Birth defects, or congenital defects, are abnormalities that are present at birth. They may be the result of genetic factors such as an inherited disease or a chromosomal abnormality. They may also be caused by environmental factors such as radiation, the mother's use of drugs or alcohol while pregnant, or bacterial or viral infections.
Birth defects can range from very minor, such as a birthmark, to a more serious condition that results in physical deformity or limits the lifespan of the child. Two to three percent of babies born in the United States have a major birth defect.
Some birth defects are caused by chromosomal abnormalities. Chromosomes are structures that are found in the nucleus of every human cell and that contain genes, the units of heredity. Genes are responsible for the physical traits and genetic makeup of an individual. A human fetus inherits 23 chromosomes from its mother and 23 chromosomes from its father, making a total of 46 chromosomes in 23 pairs.
The most common chromosomal abnormalities seen in humans involve an extra chromosome or a missing chromosome. Down syndrome (named for nineteenth-century English physician J. L. H. Down) is a birth disorder caused by the presence of an extra chromosome, so that a fetus with this condition has 47 chromosomes instead of 46. Down syndrome babies have distinctive facial features and other physical abnormalities, are mentally impaired, and often have heart defects. The likelihood of a baby being born with Down syndrome increases with the mother's age.
Birth defects that are inherited are caused by abnormal genes. Inherited disorders include sickle-cell anemia, cystic fibrosis, Tay-Sachs disease, and hemophilia.
Amniocentesis: Diagnostic technique in which a needle is inserted into the abdomen of a pregnant woman to remove amniotic fluid from the uterus for examination of fetal cells.
Chorionic villus sampling: Diagnostic technique in which a needle is inserted through the abdomen or a thin plastic tube is inserted through the cervix of a pregnant woman to obtain a sample of villi (from the membrane surrounding the fetus) for examination of cells.
Ultrasound: A diagnostic technique that uses sound waves to produce an image of the fetus within the uterus.
Sickle-cell anemia is a disease in which the blood cells are shaped like a sickle, or crescent, rather than like a concave circle. This abnormal shape impairs blood flow, resulting in life-threatening complications. Cystic fibrosis is a disease affecting the glands of the body that secrete substances such as sweat or saliva. It is characterized by an overproduction of mucus, leading to severe digestive and respiratory problems. Tay-Sachs disease is a rare, fatal disease caused by the lack of an enzyme (a chemical that speeds up a chemical reaction) that aids in the breakdown of certain fats in the brain. The resulting accumulation of fat deposits in brain cells usually leads to blindness and death by the age of three or four. Hemophilia is an inherited disorder in which failure of the blood to clot results in uncontrolled bleeding.
Physical birth defects may result from a combination of genetic and environmental factors that affect the normal development of the fetus. Common physical defects present at birth include clubfoot, in which one or both feet are deformed, and cleft lip and cleft palate, in which a split is present in the lip and roof of the mouth. Spina bifida is a malformation of the spine caused by incomplete closure of the vertebral column (backbone) during development.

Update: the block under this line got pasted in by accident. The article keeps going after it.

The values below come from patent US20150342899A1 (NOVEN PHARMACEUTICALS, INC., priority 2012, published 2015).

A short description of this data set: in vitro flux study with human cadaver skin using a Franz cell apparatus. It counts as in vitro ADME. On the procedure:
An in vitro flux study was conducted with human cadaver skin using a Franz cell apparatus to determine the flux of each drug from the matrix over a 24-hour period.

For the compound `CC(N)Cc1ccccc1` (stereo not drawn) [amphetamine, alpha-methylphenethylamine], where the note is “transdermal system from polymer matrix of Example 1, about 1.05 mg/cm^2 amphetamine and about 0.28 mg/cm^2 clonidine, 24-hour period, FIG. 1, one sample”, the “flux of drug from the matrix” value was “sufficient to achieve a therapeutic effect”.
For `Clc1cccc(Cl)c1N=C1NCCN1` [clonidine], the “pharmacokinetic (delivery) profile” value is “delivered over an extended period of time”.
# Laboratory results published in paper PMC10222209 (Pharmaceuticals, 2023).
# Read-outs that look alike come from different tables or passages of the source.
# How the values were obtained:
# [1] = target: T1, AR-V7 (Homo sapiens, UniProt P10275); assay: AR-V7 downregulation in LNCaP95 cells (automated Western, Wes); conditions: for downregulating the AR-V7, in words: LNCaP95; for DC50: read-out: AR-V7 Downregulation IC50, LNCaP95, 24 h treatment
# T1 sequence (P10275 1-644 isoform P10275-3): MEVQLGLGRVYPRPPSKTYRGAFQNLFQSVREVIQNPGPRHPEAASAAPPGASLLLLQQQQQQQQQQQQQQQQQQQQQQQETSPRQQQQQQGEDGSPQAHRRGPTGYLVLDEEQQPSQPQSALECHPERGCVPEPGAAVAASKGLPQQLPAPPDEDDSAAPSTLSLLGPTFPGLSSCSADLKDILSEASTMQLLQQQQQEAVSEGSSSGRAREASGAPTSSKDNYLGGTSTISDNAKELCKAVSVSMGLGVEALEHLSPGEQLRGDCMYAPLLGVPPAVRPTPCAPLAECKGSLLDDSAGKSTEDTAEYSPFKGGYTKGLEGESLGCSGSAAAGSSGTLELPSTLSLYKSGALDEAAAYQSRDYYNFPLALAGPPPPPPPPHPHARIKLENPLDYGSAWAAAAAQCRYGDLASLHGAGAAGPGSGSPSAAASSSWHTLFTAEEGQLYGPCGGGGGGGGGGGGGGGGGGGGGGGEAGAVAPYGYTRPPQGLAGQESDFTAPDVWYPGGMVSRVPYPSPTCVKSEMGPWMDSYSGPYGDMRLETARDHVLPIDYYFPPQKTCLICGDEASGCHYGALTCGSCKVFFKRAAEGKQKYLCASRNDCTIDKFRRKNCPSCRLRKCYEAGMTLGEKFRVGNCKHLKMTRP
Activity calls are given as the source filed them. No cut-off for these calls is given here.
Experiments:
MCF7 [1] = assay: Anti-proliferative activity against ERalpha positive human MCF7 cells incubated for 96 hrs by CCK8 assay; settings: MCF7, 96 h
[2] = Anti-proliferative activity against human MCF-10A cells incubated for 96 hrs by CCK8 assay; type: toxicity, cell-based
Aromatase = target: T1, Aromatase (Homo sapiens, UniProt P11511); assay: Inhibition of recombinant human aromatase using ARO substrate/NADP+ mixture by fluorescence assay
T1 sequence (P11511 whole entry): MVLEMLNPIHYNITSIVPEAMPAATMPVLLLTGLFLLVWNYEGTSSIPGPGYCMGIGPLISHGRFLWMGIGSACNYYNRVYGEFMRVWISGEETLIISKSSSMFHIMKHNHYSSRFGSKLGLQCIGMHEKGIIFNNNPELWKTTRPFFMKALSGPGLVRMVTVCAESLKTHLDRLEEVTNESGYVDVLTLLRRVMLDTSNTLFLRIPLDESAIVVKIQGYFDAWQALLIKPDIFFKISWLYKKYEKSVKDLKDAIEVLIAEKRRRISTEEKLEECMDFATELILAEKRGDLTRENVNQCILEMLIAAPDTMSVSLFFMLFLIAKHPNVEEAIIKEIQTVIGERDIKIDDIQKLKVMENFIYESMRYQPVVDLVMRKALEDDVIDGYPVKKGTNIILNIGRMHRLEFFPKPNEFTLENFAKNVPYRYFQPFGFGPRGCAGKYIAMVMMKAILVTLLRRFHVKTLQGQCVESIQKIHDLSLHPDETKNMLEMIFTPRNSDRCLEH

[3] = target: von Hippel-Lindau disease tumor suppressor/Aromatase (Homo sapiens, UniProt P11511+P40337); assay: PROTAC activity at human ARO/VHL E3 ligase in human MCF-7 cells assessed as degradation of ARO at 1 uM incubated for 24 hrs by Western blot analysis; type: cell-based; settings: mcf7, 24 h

Environmental factors such as the mother's use of tobacco, alcohol, or drugs can affect fetal development and contribute to or cause birth defects. In addition, if the mother is exposed to or infected by an active virus, she may pass it to her child while it is in the womb or during delivery, resulting in complications such as mental retardation in the newborn.
Heavy use of alcohol during pregnancy can result in fetal alcohol syndrome. Babies with this condition typically have low birth weights, physical deformities of the face and head, and varying degrees of mental
retardation. They may also have behavioral problems and learning difficulties later in life.
Prenatal (before birth) testing can detect a number of congenital disorders. Ultrasound, which uses sound waves to produce an image of the fetus, can diagnose spina bifida and certain defects of the heart and other organs. Amniocentesis (pronounced am-nee-oh-sen-TEE-sus) and chorionic (pronounced kor-ee-AH-nik) villus sampling (CVS) are procedures used for detecting genetic disorders such as Down syndrome and sickle-cell anemia. Cells containing the fetus's genetic material are removed from the mother's uterus and tested for the presence of genetic abnormalities.
In recent years, techniques have been developed that allow doctors to operate on the fetus while it is still in the womb. Some congenital defects can be surgically corrected, and blood transfusions can be performed to treat certain conditions detected through prenatal testing.
The Apgar score is the evaluation of a newborn baby's physical condition based on skin color, heart rate, response to stimulation, muscle tone, and respiratory effort. Each criteria is rated from zero to two with a total score of 10 indicating the best possible physical condition. The evaluation determines whether immediate emergency measures are needed. (A low score can indicate possible brain damage.) Because the score is closely related to an infant's life expectancy, it is used as a guideline to advise parents of their baby's chances of survival.